On the latest cover of fashion Australia, Snapchat co-founder Evan Spiegel is a trim example of billionaire-tech-giant dressing. Rather than being fashion forward, Spiegel’s outfit of a white T-shirt and jeans is fashion neutral, with the potential to shift into reverse.
Alongside his supermodel and beauty entrepreneur wife, Miranda Kerr, in an apron-style shirt from Fendi, Spiegel wears a normcore T-shirt from Louis Vuitton (the jeans are his own), but you can get the look for less from Just Jeans, or OshKosh b’gosh.
Inside the issue, Kerr wears a fabulous floral Marine Serre sleeveless dress, a pink crushed velvet skirt from Acne and an elaborate gold Louis Vuitton dress. Spiegel sticks to the suburban barista uniform of jeans and a T-shirt.
Fellow famous members of the brainy basics club, where prints, bold colours, defined silhouettes and slogans are deleted from the wardrobe, include Facebook’s T-shirt-loving Mark Zuckerberg and Atlassian’s hoodie aficionado Mike Cannon-Brookes.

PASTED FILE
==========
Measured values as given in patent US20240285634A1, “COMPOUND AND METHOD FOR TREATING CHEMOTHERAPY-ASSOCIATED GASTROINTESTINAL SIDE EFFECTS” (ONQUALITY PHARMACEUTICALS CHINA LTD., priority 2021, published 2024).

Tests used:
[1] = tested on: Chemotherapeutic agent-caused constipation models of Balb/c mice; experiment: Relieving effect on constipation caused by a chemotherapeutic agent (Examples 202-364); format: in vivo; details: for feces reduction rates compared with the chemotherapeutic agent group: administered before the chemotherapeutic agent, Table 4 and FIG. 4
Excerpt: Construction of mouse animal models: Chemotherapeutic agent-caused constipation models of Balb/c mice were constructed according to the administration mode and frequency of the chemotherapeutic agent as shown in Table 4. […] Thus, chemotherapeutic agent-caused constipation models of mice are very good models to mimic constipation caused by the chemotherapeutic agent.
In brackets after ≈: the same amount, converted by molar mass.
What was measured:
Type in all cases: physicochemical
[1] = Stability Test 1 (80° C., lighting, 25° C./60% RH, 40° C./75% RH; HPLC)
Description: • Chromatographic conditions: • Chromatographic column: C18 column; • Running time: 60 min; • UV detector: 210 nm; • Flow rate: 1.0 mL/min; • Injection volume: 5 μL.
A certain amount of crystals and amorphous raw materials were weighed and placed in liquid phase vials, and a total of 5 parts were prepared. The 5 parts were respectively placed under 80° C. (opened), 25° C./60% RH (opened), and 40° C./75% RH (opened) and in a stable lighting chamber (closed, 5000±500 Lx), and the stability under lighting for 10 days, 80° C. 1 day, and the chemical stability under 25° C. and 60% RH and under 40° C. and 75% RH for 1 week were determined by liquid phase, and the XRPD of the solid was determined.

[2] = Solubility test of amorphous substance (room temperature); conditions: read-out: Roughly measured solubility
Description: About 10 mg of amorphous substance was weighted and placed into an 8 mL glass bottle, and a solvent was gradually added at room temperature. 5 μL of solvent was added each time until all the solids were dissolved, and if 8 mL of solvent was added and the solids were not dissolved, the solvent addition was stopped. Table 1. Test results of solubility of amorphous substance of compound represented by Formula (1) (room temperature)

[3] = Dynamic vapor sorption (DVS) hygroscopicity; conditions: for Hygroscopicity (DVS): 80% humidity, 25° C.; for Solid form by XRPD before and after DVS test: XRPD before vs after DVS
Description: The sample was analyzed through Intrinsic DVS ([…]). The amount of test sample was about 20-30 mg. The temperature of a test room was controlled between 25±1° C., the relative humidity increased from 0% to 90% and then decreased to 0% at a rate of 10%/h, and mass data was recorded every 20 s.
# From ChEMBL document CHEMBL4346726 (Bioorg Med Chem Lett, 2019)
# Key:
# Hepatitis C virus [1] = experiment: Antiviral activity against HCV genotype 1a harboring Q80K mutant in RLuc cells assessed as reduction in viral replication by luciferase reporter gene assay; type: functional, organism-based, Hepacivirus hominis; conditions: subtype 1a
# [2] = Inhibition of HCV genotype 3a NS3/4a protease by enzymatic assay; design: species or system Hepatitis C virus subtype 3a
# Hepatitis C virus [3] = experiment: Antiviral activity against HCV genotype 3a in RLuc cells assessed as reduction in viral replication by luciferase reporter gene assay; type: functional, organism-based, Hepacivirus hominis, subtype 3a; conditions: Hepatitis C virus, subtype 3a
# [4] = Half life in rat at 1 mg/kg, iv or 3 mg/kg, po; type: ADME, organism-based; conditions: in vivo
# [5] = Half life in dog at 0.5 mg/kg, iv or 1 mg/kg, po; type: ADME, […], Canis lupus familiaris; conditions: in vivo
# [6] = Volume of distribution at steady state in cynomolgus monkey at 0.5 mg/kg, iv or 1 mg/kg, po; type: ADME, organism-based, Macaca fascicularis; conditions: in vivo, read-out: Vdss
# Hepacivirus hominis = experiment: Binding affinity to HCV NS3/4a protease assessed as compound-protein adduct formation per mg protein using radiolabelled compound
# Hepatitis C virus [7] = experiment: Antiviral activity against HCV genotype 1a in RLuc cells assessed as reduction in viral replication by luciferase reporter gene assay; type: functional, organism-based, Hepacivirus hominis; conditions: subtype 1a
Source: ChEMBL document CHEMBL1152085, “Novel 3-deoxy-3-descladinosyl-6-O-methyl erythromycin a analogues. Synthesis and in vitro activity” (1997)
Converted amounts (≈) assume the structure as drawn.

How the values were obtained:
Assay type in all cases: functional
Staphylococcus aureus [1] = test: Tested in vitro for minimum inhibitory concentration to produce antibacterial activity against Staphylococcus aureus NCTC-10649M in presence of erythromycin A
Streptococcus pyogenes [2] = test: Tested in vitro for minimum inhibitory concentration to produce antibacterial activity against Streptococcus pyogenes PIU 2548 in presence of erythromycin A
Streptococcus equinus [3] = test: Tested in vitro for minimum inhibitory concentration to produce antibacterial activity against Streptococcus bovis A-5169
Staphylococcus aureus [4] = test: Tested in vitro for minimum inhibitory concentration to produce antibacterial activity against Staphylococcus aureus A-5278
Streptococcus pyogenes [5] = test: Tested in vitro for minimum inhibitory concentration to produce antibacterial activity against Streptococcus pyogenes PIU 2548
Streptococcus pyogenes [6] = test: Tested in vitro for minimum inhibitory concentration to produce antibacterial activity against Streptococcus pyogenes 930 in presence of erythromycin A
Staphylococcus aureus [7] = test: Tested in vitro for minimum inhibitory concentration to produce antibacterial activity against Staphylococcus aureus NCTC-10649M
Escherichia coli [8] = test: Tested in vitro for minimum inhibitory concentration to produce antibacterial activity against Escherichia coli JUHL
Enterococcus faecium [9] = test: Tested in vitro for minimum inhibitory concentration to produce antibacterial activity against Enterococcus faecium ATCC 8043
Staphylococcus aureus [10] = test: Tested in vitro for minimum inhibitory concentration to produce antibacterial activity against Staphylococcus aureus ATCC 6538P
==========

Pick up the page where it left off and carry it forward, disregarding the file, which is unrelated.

“Think Steve Jobs and his black skivvies, which partly operated as conspicuous casual, but also became a personal brand and a form of uniform,” says Chris Cheser, senior lecturer in digital cultures at the University of Sydney. “Other tech leaders opt for T-shirts.”
“This reflects the identity of youthful university-age nerdism from which many start-ups grew. It also projects the everyday-ness of consumer technology, eschewing any intimidation of expertise.”
This tech bro uniform, along with red hoodies and gray sweaters, has become as predictable in Silicon Valley circles as ping-pong tables and bean bags in IT offices, but desperately needs an update.
Last year, fashion brands such as Gucci, Burberry and Balenciaga contributed to more than $US40 billion ($57 billion) in NFT sales globally, with a digital Glass Suit from controversial Italian designers Dolce & Gabbana selling for $US1 million in October.